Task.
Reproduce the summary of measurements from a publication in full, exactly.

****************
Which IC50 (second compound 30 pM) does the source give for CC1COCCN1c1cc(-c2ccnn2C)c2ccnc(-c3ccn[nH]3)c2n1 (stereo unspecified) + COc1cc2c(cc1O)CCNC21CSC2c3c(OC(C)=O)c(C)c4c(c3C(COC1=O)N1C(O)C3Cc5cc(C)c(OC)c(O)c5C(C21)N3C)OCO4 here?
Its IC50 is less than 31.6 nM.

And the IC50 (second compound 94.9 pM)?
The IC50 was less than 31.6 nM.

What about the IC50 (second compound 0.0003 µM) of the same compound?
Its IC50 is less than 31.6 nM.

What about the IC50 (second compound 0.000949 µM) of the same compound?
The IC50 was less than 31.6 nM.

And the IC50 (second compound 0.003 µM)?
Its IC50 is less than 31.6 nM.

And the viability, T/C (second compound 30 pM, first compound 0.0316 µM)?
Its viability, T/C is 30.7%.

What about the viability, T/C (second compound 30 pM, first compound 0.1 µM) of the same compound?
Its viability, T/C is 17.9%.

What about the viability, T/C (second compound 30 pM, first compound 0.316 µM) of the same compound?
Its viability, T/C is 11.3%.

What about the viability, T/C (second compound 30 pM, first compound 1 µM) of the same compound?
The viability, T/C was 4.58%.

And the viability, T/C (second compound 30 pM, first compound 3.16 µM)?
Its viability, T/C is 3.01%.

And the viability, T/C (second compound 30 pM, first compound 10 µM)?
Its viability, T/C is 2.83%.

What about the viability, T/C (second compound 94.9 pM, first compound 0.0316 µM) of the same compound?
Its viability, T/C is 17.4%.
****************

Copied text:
Which IC50 (second compound 30 pM) does the source give for CC1COCCN1c1cc(-c2ccnn2C)c2ccnc(-c3ccn[nH]3)c2n1 (stereo unspecified) + COc1cc2c(cc1O)CCNC21CSC2c3c(OC(C)=O)c(C)c4c(c3C(COC1=O)N1C(O)C3Cc5cc(C)c(OC)c(O)c5C(C21)N3C)OCO4 here?
Its IC50 is less than 31.6 nM.

And the IC50 (second compound 94.9 pM)?
The IC50 was less than 31.6 nM.

What about the IC50 (second compound 0.0003 µM) of the same compound?
Its IC50 is less than 31.6 nM.

What about the IC50 (second compound 0.000949 µM) of the same compound?
The IC50 was less than 31.6 nM.

And the IC50 (second compound 0.003 µM)?
Its IC50 is less than 31.6 nM.

And the viability, T/C (second compound 30 pM, first compound 0.0316 µM)?
Its viability, T/C is 30.7%.

What about the viability, T/C (second compound 30 pM, first compound 0.1 µM) of the same compound?
Its viability, T/C is 17.9%.

What about the viability, T/C (second compound 30 pM, first compound 0.316 µM) of the same compound?
Its viability, T/C is 11.3%.

What about the viability, T/C (second compound 30 pM, first compound 1 µM) of the same compound?
The viability, T/C was 4.58%.

And the viability, T/C (second compound 30 pM, first compound 3.16 µM)?
Its viability, T/C is 3.01%.

And the viability, T/C (second compound 30 pM, first compound 10 µM)?
Its viability, T/C is 2.83%.

What about the viability, T/C (second compound 94.9 pM, first compound 0.0316 µM) of the same compound?
Its viability, T/C is 17.4%.